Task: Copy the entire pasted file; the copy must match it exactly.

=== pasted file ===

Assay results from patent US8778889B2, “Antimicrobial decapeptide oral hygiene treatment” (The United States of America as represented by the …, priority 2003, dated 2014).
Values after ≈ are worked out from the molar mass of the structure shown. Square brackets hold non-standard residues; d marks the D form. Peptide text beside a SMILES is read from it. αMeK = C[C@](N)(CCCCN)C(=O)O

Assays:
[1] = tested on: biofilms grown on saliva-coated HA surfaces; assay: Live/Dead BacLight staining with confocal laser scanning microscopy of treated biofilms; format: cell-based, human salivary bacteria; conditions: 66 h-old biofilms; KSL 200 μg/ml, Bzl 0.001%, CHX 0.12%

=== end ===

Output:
Assay results from patent US8778889B2, “Antimicrobial decapeptide oral hygiene treatment” (The United States of America as represented by the …, priority 2003, dated 2014).
Values after ≈ are worked out from the molar mass of the structure shown. Square brackets hold non-standard residues; d marks the D form. Peptide text beside a SMILES is read from it. αMeK = C[C@](N)(CCCCN)C(=O)O

Assays:
[1] = tested on: biofilms grown on saliva-coated HA surfaces; assay: Live/Dead BacLight staining with confocal laser scanning microscopy of treated biofilms; format: cell-based, human salivary bacteria; conditions: 66 h-old biofilms; KSL 200 μg/ml, Bzl 0.001%, CHX 0.12%